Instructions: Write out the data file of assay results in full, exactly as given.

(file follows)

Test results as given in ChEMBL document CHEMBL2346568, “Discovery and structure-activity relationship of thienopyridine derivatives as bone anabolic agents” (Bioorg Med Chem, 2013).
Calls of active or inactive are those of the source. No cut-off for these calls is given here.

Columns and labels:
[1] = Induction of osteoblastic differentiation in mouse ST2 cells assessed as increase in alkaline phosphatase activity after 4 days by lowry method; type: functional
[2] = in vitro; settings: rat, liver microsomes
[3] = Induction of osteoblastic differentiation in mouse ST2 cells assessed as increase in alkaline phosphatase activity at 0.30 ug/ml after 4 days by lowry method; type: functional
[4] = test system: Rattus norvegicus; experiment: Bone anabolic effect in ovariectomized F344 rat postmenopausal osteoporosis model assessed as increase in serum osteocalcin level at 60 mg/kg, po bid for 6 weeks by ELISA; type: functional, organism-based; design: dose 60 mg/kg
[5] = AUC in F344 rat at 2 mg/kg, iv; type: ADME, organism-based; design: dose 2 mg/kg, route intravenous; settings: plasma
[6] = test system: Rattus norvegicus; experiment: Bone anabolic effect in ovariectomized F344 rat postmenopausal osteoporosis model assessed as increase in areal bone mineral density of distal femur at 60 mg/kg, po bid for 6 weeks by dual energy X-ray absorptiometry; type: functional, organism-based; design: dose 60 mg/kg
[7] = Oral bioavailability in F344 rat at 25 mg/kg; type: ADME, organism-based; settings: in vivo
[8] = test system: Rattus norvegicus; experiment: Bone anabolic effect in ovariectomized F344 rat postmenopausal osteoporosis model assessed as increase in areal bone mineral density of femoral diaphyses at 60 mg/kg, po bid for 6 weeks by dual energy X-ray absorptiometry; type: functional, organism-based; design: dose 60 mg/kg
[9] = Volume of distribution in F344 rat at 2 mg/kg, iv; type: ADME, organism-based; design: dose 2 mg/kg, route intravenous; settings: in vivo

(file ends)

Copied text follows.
Test results as given in ChEMBL document CHEMBL2346568, “Discovery and structure-activity relationship of thienopyridine derivatives as bone anabolic agents” (Bioorg Med Chem, 2013).
Calls of active or inactive are those of the source. No cut-off for these calls is given here.

Columns and labels:
[1] = Induction of osteoblastic differentiation in mouse ST2 cells assessed as increase in alkaline phosphatase activity after 4 days by lowry method; type: functional
[2] = in vitro; settings: rat, liver microsomes
[3] = Induction of osteoblastic differentiation in mouse ST2 cells assessed as increase in alkaline phosphatase activity at 0.30 ug/ml after 4 days by lowry method; type: functional
[4] = test system: Rattus norvegicus; experiment: Bone anabolic effect in ovariectomized F344 rat postmenopausal osteoporosis model assessed as increase in serum osteocalcin level at 60 mg/kg, po bid for 6 weeks by ELISA; type: functional, organism-based; design: dose 60 mg/kg
[5] = AUC in F344 rat at 2 mg/kg, iv; type: ADME, organism-based; design: dose 2 mg/kg, route intravenous; settings: plasma
[6] = test system: Rattus norvegicus; experiment: Bone anabolic effect in ovariectomized F344 rat postmenopausal osteoporosis model assessed as increase in areal bone mineral density of distal femur at 60 mg/kg, po bid for 6 weeks by dual energy X-ray absorptiometry; type: functional, organism-based; design: dose 60 mg/kg
[7] = Oral bioavailability in F344 rat at 25 mg/kg; type: ADME, organism-based; settings: in vivo
[8] = test system: Rattus norvegicus; experiment: Bone anabolic effect in ovariectomized F344 rat postmenopausal osteoporosis model assessed as increase in areal bone mineral density of femoral diaphyses at 60 mg/kg, po bid for 6 weeks by dual energy X-ray absorptiometry; type: functional, organism-based; design: dose 60 mg/kg
[9] = Volume of distribution in F344 rat at 2 mg/kg, iv; type: ADME, organism-based; design: dose 2 mg/kg, route intravenous; settings: in vivo